Yeah, take that, guilt! At least I could say (especially to my own heart; maybe even to the audience at chapel one day) that I preached on the subway in Mexico City.

If anyone has the gift of evangelism, it’s not me. Definitely.

Eventually, I became a pastor. I preached on Sundays… at church. That had to count for something, I was pretty sure—especially when people began to tell me that they became believers through my preaching.

Still, full disclosure, when visitors would approach me after services, I would quickly look to connect them with our passionate evangelists. They would know what to do, or what to say, I told myself.

Don’t get me wrong, I had shared my faith plenty of times—boldly, privately, publicly, doing altar calls. It’s just that mostly I disliked it. Don’t ask me why.

There are theories for why believers avoid sharing their faith while truly believing they should. Undoubtedly, fear of rejection is at the top of the list.  If its not, it should. There’s nothing upstanding citizens dislike more than rejection.

So imagine my surprise when this summer I found myself longing for the sun to come out, for daylight to arrive, so that I could get up, go out into the streets and share my faith with someone, anyone who would listen.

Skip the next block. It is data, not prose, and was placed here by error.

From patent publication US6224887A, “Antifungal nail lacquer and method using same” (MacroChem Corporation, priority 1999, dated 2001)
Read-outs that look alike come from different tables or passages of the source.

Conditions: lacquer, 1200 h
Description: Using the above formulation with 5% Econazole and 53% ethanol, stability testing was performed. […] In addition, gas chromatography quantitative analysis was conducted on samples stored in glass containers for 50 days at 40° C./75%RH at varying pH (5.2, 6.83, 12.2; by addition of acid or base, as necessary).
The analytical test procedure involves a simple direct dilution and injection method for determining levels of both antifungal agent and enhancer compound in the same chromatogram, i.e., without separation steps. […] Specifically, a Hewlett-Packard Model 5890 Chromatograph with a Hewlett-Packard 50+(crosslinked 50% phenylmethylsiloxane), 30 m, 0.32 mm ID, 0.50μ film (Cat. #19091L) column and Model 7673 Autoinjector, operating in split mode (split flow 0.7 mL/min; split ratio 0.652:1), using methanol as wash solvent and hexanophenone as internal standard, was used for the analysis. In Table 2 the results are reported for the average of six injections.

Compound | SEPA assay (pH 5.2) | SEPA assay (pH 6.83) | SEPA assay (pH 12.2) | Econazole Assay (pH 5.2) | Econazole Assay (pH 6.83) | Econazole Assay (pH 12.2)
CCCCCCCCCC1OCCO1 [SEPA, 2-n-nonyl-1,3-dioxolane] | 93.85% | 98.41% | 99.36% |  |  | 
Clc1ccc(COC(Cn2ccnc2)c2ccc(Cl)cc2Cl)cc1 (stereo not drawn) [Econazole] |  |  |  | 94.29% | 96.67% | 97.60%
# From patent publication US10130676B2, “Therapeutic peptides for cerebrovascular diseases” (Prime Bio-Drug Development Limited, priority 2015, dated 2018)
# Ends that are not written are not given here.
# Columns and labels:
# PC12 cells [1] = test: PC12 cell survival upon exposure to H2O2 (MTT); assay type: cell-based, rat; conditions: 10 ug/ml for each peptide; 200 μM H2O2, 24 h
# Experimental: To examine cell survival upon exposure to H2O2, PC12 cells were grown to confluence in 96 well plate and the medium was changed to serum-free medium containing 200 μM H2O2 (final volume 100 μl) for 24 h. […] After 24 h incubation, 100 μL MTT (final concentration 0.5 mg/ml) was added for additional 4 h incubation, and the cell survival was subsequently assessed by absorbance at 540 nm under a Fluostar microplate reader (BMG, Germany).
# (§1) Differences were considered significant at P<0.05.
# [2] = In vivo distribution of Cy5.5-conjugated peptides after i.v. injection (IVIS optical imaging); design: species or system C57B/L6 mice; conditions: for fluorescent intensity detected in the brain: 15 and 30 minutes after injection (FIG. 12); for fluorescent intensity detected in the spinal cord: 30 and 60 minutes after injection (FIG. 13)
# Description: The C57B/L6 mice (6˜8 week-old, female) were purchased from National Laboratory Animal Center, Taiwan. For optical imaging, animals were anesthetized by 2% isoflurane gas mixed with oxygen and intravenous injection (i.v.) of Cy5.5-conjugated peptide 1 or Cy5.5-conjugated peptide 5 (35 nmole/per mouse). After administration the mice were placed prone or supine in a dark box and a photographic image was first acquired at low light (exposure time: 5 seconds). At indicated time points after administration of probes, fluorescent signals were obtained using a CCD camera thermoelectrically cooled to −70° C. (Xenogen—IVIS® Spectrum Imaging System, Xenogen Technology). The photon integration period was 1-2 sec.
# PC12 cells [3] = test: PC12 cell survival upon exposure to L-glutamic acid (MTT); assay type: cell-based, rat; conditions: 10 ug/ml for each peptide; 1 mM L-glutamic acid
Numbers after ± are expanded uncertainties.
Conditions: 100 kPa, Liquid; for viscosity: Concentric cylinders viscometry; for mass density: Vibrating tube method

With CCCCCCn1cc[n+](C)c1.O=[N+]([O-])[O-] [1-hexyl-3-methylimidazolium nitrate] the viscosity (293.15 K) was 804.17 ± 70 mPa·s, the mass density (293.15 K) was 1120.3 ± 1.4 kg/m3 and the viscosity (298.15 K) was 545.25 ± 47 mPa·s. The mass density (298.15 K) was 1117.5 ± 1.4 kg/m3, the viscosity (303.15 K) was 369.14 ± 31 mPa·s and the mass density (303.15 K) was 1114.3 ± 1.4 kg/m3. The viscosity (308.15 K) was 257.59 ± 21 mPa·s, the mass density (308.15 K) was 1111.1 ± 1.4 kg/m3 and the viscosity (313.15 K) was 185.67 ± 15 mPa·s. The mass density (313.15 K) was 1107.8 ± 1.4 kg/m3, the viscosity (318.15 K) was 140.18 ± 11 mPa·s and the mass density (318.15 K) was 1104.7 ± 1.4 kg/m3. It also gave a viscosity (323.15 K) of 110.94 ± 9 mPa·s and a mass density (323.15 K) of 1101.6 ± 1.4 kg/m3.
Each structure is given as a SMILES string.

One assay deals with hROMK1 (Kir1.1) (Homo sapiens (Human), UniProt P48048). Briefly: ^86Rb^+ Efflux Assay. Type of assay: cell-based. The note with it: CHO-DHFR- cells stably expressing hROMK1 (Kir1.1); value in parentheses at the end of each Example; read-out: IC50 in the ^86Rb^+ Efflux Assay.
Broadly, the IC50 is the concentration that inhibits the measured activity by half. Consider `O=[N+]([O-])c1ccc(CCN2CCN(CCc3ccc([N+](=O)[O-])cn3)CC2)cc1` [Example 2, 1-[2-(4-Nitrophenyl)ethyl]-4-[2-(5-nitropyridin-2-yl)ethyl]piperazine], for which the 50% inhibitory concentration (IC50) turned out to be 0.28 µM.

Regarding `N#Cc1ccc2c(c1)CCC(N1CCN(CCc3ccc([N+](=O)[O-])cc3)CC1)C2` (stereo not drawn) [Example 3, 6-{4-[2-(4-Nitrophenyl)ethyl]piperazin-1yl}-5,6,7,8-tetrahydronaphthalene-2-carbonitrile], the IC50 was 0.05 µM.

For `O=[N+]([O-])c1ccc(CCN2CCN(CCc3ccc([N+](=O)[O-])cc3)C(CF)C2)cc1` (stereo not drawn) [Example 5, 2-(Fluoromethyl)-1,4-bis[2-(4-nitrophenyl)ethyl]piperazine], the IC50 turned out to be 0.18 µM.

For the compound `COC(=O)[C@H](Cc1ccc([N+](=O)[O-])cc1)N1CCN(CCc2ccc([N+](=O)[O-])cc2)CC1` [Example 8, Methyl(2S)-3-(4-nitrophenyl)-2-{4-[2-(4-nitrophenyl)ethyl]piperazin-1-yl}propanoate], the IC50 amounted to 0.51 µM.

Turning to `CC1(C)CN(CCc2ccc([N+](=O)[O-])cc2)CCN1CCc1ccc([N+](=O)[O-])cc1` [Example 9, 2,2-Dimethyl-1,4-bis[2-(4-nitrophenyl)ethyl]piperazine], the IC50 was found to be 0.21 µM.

The transformation hasn’t been gradual. In fact, it happened all of the sudden. It surprised me.

So, what happened?

Am not sure, really. As I look back there are three practices that have begun to catch fire in my soul.

First, along with a growing group of people in our community, I have begun to fast regularly for the harvest. Over a year and a half ago, a friend challenged us to write on an index card the names of people near or dear to our hearts who are without Jesus and to pray a short prayer for the names on the list daily and to fast at least one meal a week for their salvation. So you can say that weekly fasting has changed my heart.

Along with weekly fasting and prayer, I have been learning how to share my faith simply. In 30 seconds if need be. Using the three circles. I have even gone back to the simple, yet visually clear drawing of the gap and the cross. Whatever it takes just so long as it is simple, quick, and easy to imitate. So you can say that a clear method to share my faith has changed my heart.